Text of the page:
Certain Women (2016)
Critic Consensus: Certain Women further demonstrates writer-director Kelly Reichardt's gift for telling the stories of ordinary people with uncommon empathy and skill.
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as Elizabeth Travis
as The Rancher
as Sheriff Rowles
as Tommy Carroll
as Fuller's Wife
as Diner Waitress
as Tall Man Teacher
as Teacher 1
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Critic Reviews for Certain Women
With the third act, the power of Reichardt's elliptical approach becomes apparent.
This is not a film of big revelations or ready-made solutions. It's gentle and finely executed storytelling about ordinary people longing for connection and meaning as they face the challenges of another day.
If the characters here are often sparing with their words, or even withholding, the visuals speak volumes.
As with all of Reichardt's films, the gems are in the smallest moments -- the half smiles, the non-reactions and the silences between two people barely connecting.
For the most part, these narratives lack the kind of tension between character and setting that have made Reichardt's quiet, modest, measured films so compelling.
Audience Reviews for Certain Women
It is very uninteresting and dull to watch the banality of these women's lives, and while the film does have a good cast, I can't find any meaning in this poorly-put-together anthology of which only the last story seems to have something to say after all.
Certain women are very uninteresting, and much like those certain women, "Certain Women" is very uninteresting. This was my introduction to Kelly Reichardt's cinematic offerings, and the nicest thing I could say is that she knows where to point a camera. Besides a fine, but completely unremarkable performance from Laura Dern and the photography being good, that will be the extent of my congratulations. To say that this film is boring would be an understatement and a bit of an insult to boringness itself. Boring can be good. Boring gives us time to meditate on concepts, to relish the visuals, and to anticipate action and emotion. But this film never has any sort of payoff, and it doesn't even seem to be all that concerned with it's own concept. Women quietly struggle on a day to day basis, especially in rural settings, to attain legitimacy or acceptance, and the tiniest glimmer of hope or assurance can make it all worthwhile. But this movie might be the most bland, wan film I've seen this year, and doubly so because it hardly focuses on that cornerstone of a concept. If the script had been longer than 6 pages, and if they would have replaced the horse feeding sequences that take up a third of the movie with, I don't know, some dialogue or a plot, it might have turned out better. The characters hardly interact with each other, and if the half-hearted attempt to tie what are essentially vignettes centered around Dern, Michelle Williams, and Lily Gladstone together had any purpose other than "They live in Montana", maybe this would have some deeper purpose or meaning. But no, all we see is that women have a difficult time, and they are sad or resigned about it. If you are a certain person, the kind that likes things to happen in their movies, you will certainly not like this film.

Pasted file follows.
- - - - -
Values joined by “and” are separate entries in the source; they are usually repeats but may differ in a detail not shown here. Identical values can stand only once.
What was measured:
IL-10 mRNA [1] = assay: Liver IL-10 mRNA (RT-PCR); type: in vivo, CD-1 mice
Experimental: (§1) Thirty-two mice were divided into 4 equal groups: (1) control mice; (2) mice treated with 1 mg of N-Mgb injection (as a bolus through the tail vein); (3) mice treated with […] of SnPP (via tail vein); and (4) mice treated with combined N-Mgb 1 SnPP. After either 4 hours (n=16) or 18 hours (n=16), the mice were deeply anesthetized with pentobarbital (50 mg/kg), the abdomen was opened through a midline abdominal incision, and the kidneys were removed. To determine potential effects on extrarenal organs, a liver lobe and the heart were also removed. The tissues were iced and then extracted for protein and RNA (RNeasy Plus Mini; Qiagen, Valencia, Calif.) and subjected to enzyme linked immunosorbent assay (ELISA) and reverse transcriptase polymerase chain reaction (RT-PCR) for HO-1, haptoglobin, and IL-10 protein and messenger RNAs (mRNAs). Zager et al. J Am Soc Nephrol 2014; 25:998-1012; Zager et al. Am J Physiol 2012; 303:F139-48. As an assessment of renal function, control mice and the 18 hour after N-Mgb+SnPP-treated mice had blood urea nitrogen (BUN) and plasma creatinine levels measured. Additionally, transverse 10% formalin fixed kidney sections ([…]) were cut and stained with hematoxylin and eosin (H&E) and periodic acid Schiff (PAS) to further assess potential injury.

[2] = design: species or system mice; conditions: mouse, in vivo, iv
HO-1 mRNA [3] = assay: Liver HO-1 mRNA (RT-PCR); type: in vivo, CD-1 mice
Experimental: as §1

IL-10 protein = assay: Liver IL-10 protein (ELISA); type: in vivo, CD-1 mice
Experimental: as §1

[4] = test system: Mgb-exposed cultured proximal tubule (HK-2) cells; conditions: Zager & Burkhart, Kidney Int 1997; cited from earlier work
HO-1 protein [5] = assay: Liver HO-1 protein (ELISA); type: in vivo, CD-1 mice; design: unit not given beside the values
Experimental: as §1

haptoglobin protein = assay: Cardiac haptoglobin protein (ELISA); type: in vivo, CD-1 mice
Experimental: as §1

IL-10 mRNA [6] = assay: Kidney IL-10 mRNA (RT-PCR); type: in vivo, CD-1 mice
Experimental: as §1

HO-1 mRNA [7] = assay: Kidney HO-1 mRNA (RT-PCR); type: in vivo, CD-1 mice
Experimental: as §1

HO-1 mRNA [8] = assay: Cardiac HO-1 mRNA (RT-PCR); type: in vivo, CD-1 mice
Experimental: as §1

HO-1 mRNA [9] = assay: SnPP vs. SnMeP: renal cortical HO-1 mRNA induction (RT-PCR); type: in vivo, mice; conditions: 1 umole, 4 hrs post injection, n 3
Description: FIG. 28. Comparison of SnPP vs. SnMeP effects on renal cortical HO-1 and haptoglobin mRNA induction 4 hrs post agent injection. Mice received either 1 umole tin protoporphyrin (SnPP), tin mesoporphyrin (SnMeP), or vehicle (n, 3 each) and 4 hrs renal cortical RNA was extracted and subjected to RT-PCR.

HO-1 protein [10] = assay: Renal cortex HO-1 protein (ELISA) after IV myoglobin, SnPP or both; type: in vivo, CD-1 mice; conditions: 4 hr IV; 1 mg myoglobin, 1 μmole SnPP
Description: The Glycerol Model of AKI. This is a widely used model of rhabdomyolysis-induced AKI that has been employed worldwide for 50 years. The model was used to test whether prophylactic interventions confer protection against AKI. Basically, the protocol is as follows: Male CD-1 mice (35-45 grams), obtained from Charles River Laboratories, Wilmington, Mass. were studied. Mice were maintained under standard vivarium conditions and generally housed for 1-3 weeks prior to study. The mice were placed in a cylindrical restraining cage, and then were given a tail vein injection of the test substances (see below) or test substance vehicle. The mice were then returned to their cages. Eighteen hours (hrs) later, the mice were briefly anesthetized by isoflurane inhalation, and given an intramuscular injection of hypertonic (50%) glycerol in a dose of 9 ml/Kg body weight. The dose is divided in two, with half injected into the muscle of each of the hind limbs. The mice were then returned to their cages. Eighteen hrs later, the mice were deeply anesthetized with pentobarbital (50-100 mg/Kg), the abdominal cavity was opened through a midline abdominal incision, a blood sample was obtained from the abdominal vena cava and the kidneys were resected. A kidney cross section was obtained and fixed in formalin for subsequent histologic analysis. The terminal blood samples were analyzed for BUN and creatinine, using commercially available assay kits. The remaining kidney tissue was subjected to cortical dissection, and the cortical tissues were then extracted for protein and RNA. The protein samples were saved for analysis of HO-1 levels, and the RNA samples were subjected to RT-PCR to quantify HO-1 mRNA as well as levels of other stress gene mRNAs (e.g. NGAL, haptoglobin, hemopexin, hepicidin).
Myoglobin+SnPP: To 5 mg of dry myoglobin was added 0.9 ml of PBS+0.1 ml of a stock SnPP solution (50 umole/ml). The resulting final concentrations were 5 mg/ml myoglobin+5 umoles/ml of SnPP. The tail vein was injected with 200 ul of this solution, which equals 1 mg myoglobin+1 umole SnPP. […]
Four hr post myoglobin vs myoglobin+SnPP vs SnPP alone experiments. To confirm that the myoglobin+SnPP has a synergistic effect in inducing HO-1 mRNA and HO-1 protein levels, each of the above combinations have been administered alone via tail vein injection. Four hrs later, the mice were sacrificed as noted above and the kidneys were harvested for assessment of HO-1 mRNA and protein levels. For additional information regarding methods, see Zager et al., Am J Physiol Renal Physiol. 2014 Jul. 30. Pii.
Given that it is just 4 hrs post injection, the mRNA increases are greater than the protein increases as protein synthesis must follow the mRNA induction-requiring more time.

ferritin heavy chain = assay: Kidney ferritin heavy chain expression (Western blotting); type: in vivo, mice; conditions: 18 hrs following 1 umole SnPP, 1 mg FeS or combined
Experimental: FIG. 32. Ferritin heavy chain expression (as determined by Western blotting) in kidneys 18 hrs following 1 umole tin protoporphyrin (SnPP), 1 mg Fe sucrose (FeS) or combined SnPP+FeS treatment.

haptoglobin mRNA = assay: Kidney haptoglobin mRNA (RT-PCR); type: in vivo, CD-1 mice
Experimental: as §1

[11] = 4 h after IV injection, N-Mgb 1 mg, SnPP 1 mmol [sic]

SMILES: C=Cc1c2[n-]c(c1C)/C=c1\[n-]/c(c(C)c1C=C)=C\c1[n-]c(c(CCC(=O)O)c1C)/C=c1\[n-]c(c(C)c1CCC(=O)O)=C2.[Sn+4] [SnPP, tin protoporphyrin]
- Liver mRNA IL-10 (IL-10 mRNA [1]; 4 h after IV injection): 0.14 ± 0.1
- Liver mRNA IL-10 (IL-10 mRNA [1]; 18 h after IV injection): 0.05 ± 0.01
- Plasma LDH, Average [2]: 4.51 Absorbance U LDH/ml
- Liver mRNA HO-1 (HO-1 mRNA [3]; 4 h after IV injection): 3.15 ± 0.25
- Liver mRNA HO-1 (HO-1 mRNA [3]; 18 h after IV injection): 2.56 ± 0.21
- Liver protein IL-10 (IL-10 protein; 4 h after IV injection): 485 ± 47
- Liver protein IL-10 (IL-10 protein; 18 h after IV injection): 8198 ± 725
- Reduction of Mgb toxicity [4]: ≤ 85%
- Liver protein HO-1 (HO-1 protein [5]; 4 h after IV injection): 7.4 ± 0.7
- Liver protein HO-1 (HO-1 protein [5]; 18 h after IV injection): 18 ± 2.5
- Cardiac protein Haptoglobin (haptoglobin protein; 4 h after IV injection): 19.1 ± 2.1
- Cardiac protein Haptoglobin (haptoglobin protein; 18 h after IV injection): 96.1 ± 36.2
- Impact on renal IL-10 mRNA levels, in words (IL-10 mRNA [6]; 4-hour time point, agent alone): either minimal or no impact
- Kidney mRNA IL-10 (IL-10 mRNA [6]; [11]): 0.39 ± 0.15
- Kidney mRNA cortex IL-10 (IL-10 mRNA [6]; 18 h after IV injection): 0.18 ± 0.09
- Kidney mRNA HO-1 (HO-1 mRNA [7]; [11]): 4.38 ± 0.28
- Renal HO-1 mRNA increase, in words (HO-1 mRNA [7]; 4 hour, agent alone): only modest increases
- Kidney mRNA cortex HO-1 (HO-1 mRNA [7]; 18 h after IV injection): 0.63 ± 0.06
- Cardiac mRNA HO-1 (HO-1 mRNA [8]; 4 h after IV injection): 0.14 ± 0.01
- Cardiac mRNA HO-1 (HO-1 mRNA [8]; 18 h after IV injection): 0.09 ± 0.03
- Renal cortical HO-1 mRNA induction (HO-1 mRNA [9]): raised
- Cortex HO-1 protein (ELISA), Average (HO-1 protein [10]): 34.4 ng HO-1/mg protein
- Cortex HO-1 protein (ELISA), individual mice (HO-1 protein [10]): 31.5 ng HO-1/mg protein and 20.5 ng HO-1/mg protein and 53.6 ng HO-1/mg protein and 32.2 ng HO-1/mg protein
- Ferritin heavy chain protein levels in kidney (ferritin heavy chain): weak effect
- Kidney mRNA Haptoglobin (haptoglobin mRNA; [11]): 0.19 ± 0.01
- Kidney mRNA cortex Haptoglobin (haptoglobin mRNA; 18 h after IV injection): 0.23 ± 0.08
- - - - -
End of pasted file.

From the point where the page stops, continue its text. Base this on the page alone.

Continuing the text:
Certain Women is my introduction to the much celebrated writer/director Kelly Reichardt who has crafted such films as Wendy and Lucy and Night Moves. Reichardt is said to craft these methodically paced character studies that exist more for their introspective takes on the lives of their characters than anything resembling plot. Minimalist, if you will. Reichardt seemingly adapts many of her films from short stories or collections of short stories. And while I've yet to see any previous films from the filmmaker including her much heralded 2010 feature Meek's Cutoff I don't know that her latest necessarily urges me to go back and see what all the fuss is about. That said, Certain Women is certainly intriguing though the reasons for such interest fall more on the befuddling side of things rather than the promising. It is easy to sell the minimal approach as being more insightful and more telling simply out of the convenience of letting the audience do more of the heavy lifting, but some of the time keeping in line with the minimal approach is simply a substitute for there not being much to say in the first place. It's not hard to appreciate that Reichardt has approached these tales of three individual women in three different stages of their lives that only overlap in the most subtle of ways in an even more subtler fashion, but it is only by virtue of the focus shifting from one story to the next that the film doesn't become a complete and utter bore. And it would were it left in the hands of certain characters and beside the fact this is the point of those certain characters' profiles-documenting the monotony and lack of anything spectacular or interesting occurring in their lives-the film isn't ever able to come up with anything new or profound enough to say about the mundanity of daily life or the foibles that eventually bring us all around to the same level playing field as human beings to be noteworthy in its own right. I can understand and again even appreciate that this is very much a film that speaks to the complex and misunderstood experiences of the female in our male-driven society, but as a product that is intended to convince me of the discrepancies and double standards females deal with on a daily basis that males might not even consider I took away very little by way of enlightenment. There is a fine line between being understated and simply being uninteresting and unfortunately Certain Women skirts that line too often to fall on that minimal, but effective side of things. read the whole review at www.reviewsfromabed.com
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